Julia Carter is one of the 18 players competing on Survivor: Edge of Extinction. You may not know her name or even her face, because, in the first three episodes, she hasn’t once appeared in a confessional interview.
Julia is the only person to not get a confessional. While seven contestants were ignored in episode three, every other contestant has at least two, according to this count:
570 people have competed on Survivor; just 20 of them “did not get a confessional in the first 3 episodes,” according to the person who tweets as Rob’s Fact Checker. That person notes that, of those who’ve been ignored, “On average they went on to be in 6.9 more episodes and get 1.5 confessionals/episode”.
Julia, who went on Survivor last summer before starting medical school, called Survivor and Jeff Probst out on what’s happening in these three tweets:
Ignoring contestants isn’t new for Survivor
Survivor does have a history of ignoring contestants, especially those who eventually exit the game and aren’t central to the game play. (Last spring’s Survivor: Ghost Island ignored most of its cast for most of the season.) Then again, the editing also sometimes cuts out, or cuts around, people who are involved in pivotal moments.
As Julia says (“the blessing & the curse of winning”), part of this can be attributed to the fact that her tribe has won all three immunity challenges, so the show has spent less time Kama than with Manu.
The editing is also out of whack this season because the little attention that’s going to Kama is mostly focused on two people we already know, returning players Aubry and Joe.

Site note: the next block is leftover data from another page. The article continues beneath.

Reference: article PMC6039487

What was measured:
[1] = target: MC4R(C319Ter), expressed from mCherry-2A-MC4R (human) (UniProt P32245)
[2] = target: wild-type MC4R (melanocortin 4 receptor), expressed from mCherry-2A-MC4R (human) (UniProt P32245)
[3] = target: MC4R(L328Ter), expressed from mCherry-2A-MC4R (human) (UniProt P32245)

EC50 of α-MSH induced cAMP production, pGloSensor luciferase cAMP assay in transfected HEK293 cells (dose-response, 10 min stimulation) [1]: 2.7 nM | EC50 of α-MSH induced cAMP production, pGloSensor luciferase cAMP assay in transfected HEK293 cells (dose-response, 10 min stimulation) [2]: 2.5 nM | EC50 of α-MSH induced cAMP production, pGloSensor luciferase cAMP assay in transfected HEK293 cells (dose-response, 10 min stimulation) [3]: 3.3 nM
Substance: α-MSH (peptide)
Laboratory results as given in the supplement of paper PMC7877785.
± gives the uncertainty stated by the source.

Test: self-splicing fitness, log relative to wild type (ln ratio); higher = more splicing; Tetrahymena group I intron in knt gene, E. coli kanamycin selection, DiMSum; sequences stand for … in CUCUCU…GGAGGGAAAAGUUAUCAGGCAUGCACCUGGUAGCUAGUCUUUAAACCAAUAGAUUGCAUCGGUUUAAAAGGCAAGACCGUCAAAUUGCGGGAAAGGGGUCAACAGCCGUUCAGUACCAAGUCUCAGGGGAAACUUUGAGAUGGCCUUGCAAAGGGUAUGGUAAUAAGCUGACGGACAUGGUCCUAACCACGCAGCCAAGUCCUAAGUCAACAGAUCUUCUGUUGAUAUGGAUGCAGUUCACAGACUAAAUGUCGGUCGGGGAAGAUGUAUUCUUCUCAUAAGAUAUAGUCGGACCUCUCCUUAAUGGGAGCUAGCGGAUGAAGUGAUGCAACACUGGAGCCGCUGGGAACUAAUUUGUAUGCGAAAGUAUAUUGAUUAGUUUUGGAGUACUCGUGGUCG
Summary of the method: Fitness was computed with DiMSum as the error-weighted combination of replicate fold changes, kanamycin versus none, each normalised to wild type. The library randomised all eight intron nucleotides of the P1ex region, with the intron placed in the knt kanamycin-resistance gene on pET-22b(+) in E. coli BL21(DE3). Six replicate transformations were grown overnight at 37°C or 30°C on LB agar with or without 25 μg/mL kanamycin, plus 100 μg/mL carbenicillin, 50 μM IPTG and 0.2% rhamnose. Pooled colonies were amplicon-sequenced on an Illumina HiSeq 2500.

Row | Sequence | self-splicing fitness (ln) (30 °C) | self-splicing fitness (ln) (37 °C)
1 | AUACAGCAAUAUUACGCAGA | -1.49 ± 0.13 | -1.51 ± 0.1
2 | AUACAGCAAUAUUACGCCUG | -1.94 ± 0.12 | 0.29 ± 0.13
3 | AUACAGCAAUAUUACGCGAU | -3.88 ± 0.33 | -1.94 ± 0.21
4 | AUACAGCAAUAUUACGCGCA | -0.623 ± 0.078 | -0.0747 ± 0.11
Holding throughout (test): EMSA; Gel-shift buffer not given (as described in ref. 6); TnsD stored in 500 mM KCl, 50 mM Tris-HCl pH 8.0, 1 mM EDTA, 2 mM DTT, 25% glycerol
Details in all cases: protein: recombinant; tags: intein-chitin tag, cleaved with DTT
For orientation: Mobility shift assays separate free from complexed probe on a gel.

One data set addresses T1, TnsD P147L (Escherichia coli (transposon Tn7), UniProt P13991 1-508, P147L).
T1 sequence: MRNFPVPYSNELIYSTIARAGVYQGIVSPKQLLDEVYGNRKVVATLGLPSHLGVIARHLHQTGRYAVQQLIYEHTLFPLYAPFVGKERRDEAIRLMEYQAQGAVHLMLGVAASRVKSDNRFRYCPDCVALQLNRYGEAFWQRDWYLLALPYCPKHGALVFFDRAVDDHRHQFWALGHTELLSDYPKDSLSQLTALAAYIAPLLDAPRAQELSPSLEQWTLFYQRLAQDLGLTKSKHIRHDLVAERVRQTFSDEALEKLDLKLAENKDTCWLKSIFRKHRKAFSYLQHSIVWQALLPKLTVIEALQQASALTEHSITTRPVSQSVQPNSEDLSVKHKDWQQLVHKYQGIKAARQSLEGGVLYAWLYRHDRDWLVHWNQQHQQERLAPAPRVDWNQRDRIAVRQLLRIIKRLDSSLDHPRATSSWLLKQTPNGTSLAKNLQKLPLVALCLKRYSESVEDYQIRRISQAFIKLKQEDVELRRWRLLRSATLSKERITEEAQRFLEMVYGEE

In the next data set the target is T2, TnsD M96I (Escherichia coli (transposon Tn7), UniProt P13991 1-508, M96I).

But Julia points out that representation is important, and to only cast two black people—10 percent of the cast—and with one of them, it’s focused almost entirely on a stereotype, even allowing viewers to blame him for that.
And ultimately, the producers and editors make conscious, clear choices about who and what to focus on.
There have been 129 minutes and 24 seconds of Survivor: Edge of Extinction so far, and Jeff Probst and his team have given zero of those 7,740 seconds to a one-on-one interview with Julia.
Meanwhile, the show spent several minutes on Ron discovering and reading his “Advantage Menu”—even though it became useless as of the third Tribal Council, and had no effect on the game at all.
Ignoring Julia seems particularly egregious considering how much attention the show has paid to its one other black cast member, Keith, and focused almost entirely on his inability to swim—a stereotype that is rooted in racism and segregation, and a stereotype that is causing kids to die.
Survivor addressed none of this; Jeff Probst just screamed about Keith’s swimming during challenges and let other contestants (and viewers) criticize Keith for his deficiencies. For the record, it’s pretty difficult to make up for a lifetime of not swimming in the tiny amount of time that contestants have to prepare for their season, which two Survivor alumni pointed out.
As Sarah Channon tweeted, it’s:
“Kind of awkward that Davie uses his finale moment to give an inspiring speech about wanting more black people to watch #Survivor… and CBS follows that up by casting a kid who can’t swim and giving no confessionals to the only other African American on the season.”
While Survivor has started to wrestle with its sexism on screen—though not with its host’s sexism—it also has a persistent, mostly unacknowledged problems with race, too, such as the way people of color are disproportionately targeted early in the game, and staying within narrow archetypes.
Survivor: Ghost Island winner Wendell Holland tweeted that he’d “love to [see] more folks like us on [TV]”:
Casting is only the first step. As Julia points out above, it’s disappointing that it hasn’t bothered to show us anything about her. Nothing at all!
Perhaps that will change. Hopefully that will change.
You can also read her Survivor bio, and watch her interview with ET Canada’s Arisa Cox, who’s the host of BBCAN: